He said the emergency operator told him she couldn't contact individual police officers and that he should walk out with his hands in the air.
"I had to go out of the store shouting at the officers with my hands up, and they turned and pointed their guns at me," Woods said. "It was one of the scariest experiences of my life."
Joel Castaneda, 18, of Englewood, who was working at the Ann Taylor Loft store, also spent time locked in a back room. He said he heard several loud bangs and thought they were from construction at the mall, but then saw people running.
He said people rushed into his store and they locked themselves in a back room - employees and customers alike - where they pulled out cellphones to try to get news or reach loved ones.
Carlos Sinde, 36, of Queens, was alerted by fire alarms going off while he was watching previews for the 9:20 p.m. showing of the movie "Gravity" at the mall.
He said he walked into the mall where someone was saying "I think there was a shooting," but he didn't take it seriously. Then, security guards ran up, urging customers to leave. He said one security guard was crying.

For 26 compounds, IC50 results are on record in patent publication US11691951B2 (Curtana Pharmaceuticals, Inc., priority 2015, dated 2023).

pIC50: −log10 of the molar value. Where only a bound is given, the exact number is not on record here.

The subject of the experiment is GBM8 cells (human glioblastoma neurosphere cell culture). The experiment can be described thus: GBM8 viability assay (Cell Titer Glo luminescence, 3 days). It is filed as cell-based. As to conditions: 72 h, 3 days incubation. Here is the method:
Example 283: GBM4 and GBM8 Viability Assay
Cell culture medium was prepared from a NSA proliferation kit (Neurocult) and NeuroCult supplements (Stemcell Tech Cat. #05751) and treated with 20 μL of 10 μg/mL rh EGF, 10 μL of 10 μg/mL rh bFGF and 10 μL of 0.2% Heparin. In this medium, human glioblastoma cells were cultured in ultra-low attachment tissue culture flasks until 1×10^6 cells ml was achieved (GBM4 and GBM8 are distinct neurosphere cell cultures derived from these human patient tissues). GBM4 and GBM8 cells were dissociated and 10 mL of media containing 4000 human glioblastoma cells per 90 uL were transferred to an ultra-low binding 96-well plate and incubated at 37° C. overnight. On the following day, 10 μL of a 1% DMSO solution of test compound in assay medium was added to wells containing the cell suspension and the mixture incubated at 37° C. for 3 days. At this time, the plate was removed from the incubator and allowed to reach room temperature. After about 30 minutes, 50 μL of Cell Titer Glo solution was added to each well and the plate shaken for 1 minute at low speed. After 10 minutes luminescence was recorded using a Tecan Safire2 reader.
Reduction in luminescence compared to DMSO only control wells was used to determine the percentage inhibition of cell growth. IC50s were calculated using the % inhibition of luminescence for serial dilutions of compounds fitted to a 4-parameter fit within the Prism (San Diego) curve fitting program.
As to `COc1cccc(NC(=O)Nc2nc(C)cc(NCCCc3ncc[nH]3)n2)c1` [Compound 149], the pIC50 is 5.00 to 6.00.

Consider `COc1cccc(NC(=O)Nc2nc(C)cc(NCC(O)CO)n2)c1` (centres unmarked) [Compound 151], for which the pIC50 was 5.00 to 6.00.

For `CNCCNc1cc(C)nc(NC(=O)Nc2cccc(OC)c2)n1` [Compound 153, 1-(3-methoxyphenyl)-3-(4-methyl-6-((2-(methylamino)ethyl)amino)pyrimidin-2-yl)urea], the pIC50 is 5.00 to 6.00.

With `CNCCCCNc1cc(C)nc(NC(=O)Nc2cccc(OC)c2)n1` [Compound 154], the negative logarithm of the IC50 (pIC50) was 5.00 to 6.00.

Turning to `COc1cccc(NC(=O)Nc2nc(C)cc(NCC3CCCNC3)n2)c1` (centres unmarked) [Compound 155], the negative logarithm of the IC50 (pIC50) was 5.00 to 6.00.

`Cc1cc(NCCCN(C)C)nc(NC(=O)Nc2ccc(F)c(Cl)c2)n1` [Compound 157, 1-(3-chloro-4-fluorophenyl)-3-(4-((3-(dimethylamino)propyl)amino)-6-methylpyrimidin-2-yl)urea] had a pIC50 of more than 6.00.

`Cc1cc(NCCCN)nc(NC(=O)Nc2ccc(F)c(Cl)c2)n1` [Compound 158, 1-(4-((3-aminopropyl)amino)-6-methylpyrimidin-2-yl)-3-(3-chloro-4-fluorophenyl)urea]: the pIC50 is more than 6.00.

"Once the security guards started telling us what was going on, that's when there was hysteria," he said.
Early Tuesday, families were being escorted by police to a Chili's restaurant on the outskirts of the mall area to be reunited with others who had been in the mall for hours.
Althea Brown, 26, of Paterson told NorthJersey.com she was in a clothing store when she saw a man walk by and then heard three shots followed by two more. She said he appeared to be wearing body armor and was wearing a helmet with the visor pulled up.
Najde Waters, who works in customer service at H&M, said when they heard shots his manager and store workers followed an action plan they'd rehearsed for just such a scenario.
"We all prepare, like schools do. We have a plan where we all meet up in the back of the store and if we can exit together out the front we do, but in this case we had to exit out the back," Waters said.
He said they went to their meeting place near a light pole.
The mall, which has more than 270 stores, is located about 15 miles northwest of Manhattan.
(The Associated Press contributed to this report)